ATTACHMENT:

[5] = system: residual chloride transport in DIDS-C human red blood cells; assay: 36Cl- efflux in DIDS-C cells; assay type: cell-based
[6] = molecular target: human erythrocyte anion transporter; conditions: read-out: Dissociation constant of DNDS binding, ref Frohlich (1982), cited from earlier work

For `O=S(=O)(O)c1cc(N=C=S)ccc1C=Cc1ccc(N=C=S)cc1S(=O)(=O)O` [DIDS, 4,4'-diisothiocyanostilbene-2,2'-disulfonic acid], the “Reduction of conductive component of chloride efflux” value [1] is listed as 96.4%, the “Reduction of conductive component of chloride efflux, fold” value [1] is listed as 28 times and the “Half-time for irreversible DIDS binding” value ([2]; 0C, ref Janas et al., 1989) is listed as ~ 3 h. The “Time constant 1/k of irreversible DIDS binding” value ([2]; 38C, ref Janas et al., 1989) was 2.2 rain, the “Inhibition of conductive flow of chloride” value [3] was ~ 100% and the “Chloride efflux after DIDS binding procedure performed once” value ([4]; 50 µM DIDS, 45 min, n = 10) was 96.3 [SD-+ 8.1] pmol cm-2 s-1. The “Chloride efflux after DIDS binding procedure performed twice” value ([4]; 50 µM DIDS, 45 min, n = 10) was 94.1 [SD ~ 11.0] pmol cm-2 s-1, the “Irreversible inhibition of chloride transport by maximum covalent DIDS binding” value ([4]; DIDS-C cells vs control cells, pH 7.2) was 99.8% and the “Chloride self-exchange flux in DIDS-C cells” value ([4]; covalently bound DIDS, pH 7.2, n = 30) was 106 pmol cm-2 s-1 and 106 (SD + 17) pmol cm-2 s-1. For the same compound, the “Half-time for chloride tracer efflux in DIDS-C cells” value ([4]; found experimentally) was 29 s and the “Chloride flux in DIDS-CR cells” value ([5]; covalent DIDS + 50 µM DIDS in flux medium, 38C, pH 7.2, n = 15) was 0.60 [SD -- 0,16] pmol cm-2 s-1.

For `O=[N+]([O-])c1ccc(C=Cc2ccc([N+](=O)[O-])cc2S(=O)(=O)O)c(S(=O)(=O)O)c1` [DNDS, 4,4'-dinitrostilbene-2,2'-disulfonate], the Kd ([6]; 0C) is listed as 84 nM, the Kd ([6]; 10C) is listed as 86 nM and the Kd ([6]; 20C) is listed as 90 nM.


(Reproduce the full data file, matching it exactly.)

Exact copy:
[5] = system: residual chloride transport in DIDS-C human red blood cells; assay: 36Cl- efflux in DIDS-C cells; assay type: cell-based
[6] = molecular target: human erythrocyte anion transporter; conditions: read-out: Dissociation constant of DNDS binding, ref Frohlich (1982), cited from earlier work

For `O=S(=O)(O)c1cc(N=C=S)ccc1C=Cc1ccc(N=C=S)cc1S(=O)(=O)O` [DIDS, 4,4'-diisothiocyanostilbene-2,2'-disulfonic acid], the “Reduction of conductive component of chloride efflux” value [1] is listed as 96.4%, the “Reduction of conductive component of chloride efflux, fold” value [1] is listed as 28 times and the “Half-time for irreversible DIDS binding” value ([2]; 0C, ref Janas et al., 1989) is listed as ~ 3 h. The “Time constant 1/k of irreversible DIDS binding” value ([2]; 38C, ref Janas et al., 1989) was 2.2 rain, the “Inhibition of conductive flow of chloride” value [3] was ~ 100% and the “Chloride efflux after DIDS binding procedure performed once” value ([4]; 50 µM DIDS, 45 min, n = 10) was 96.3 [SD-+ 8.1] pmol cm-2 s-1. The “Chloride efflux after DIDS binding procedure performed twice” value ([4]; 50 µM DIDS, 45 min, n = 10) was 94.1 [SD ~ 11.0] pmol cm-2 s-1, the “Irreversible inhibition of chloride transport by maximum covalent DIDS binding” value ([4]; DIDS-C cells vs control cells, pH 7.2) was 99.8% and the “Chloride self-exchange flux in DIDS-C cells” value ([4]; covalently bound DIDS, pH 7.2, n = 30) was 106 pmol cm-2 s-1 and 106 (SD + 17) pmol cm-2 s-1. For the same compound, the “Half-time for chloride tracer efflux in DIDS-C cells” value ([4]; found experimentally) was 29 s and the “Chloride flux in DIDS-CR cells” value ([5]; covalent DIDS + 50 µM DIDS in flux medium, 38C, pH 7.2, n = 15) was 0.60 [SD -- 0,16] pmol cm-2 s-1.

For `O=[N+]([O-])c1ccc(C=Cc2ccc([N+](=O)[O-])cc2S(=O)(=O)O)c(S(=O)(=O)O)c1` [DNDS, 4,4'-dinitrostilbene-2,2'-disulfonate], the Kd ([6]; 0C) is listed as 84 nM, the Kd ([6]; 10C) is listed as 86 nM and the Kd ([6]; 20C) is listed as 90 nM.